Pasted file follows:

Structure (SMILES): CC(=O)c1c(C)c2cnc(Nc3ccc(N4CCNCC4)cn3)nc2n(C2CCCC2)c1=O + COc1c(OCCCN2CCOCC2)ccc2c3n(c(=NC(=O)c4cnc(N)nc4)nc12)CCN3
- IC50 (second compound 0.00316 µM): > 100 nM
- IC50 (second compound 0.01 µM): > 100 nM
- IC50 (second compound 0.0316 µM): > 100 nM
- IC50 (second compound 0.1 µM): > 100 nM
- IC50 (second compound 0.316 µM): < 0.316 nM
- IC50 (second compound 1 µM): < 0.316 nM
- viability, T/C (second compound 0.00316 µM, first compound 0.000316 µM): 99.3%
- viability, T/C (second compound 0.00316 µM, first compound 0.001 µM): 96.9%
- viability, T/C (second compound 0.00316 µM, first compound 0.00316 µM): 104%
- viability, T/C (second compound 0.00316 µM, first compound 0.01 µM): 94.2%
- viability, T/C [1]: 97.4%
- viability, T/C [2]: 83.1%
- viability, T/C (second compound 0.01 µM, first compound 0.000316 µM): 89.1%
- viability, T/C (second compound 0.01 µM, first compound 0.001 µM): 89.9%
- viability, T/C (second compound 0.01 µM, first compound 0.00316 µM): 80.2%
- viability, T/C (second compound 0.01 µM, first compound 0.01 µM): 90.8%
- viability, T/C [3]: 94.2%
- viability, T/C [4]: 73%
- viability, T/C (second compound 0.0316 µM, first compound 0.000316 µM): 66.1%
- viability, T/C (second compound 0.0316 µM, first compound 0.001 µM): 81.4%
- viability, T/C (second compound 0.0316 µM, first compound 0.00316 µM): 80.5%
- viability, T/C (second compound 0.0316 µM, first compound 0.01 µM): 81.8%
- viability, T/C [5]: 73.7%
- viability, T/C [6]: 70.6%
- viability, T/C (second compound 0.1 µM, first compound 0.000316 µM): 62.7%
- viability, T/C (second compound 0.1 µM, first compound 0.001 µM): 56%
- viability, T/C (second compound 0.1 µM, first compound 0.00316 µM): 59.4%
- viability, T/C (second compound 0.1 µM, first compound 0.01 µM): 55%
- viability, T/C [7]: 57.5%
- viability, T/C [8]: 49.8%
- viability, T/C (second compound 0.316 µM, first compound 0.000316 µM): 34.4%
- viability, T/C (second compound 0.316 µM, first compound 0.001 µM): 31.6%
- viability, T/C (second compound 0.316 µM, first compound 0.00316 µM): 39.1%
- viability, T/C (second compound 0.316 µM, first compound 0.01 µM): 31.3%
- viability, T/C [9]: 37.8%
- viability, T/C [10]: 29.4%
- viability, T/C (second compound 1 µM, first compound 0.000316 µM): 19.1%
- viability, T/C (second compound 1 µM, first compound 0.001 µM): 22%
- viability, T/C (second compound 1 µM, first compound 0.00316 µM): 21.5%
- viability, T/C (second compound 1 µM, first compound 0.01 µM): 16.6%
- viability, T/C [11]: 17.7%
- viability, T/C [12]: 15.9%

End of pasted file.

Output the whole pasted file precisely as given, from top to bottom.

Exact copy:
Structure (SMILES): CC(=O)c1c(C)c2cnc(Nc3ccc(N4CCNCC4)cn3)nc2n(C2CCCC2)c1=O + COc1c(OCCCN2CCOCC2)ccc2c3n(c(=NC(=O)c4cnc(N)nc4)nc12)CCN3
- IC50 (second compound 0.00316 µM): > 100 nM
- IC50 (second compound 0.01 µM): > 100 nM
- IC50 (second compound 0.0316 µM): > 100 nM
- IC50 (second compound 0.1 µM): > 100 nM
- IC50 (second compound 0.316 µM): < 0.316 nM
- IC50 (second compound 1 µM): < 0.316 nM
- viability, T/C (second compound 0.00316 µM, first compound 0.000316 µM): 99.3%
- viability, T/C (second compound 0.00316 µM, first compound 0.001 µM): 96.9%
- viability, T/C (second compound 0.00316 µM, first compound 0.00316 µM): 104%
- viability, T/C (second compound 0.00316 µM, first compound 0.01 µM): 94.2%
- viability, T/C [1]: 97.4%
- viability, T/C [2]: 83.1%
- viability, T/C (second compound 0.01 µM, first compound 0.000316 µM): 89.1%
- viability, T/C (second compound 0.01 µM, first compound 0.001 µM): 89.9%
- viability, T/C (second compound 0.01 µM, first compound 0.00316 µM): 80.2%
- viability, T/C (second compound 0.01 µM, first compound 0.01 µM): 90.8%
- viability, T/C [3]: 94.2%
- viability, T/C [4]: 73%
- viability, T/C (second compound 0.0316 µM, first compound 0.000316 µM): 66.1%
- viability, T/C (second compound 0.0316 µM, first compound 0.001 µM): 81.4%
- viability, T/C (second compound 0.0316 µM, first compound 0.00316 µM): 80.5%
- viability, T/C (second compound 0.0316 µM, first compound 0.01 µM): 81.8%
- viability, T/C [5]: 73.7%
- viability, T/C [6]: 70.6%
- viability, T/C (second compound 0.1 µM, first compound 0.000316 µM): 62.7%
- viability, T/C (second compound 0.1 µM, first compound 0.001 µM): 56%
- viability, T/C (second compound 0.1 µM, first compound 0.00316 µM): 59.4%
- viability, T/C (second compound 0.1 µM, first compound 0.01 µM): 55%
- viability, T/C [7]: 57.5%
- viability, T/C [8]: 49.8%
- viability, T/C (second compound 0.316 µM, first compound 0.000316 µM): 34.4%
- viability, T/C (second compound 0.316 µM, first compound 0.001 µM): 31.6%
- viability, T/C (second compound 0.316 µM, first compound 0.00316 µM): 39.1%
- viability, T/C (second compound 0.316 µM, first compound 0.01 µM): 31.3%
- viability, T/C [9]: 37.8%
- viability, T/C [10]: 29.4%
- viability, T/C (second compound 1 µM, first compound 0.000316 µM): 19.1%
- viability, T/C (second compound 1 µM, first compound 0.001 µM): 22%
- viability, T/C (second compound 1 µM, first compound 0.00316 µM): 21.5%
- viability, T/C (second compound 1 µM, first compound 0.01 µM): 16.6%
- viability, T/C [11]: 17.7%
- viability, T/C [12]: 15.9%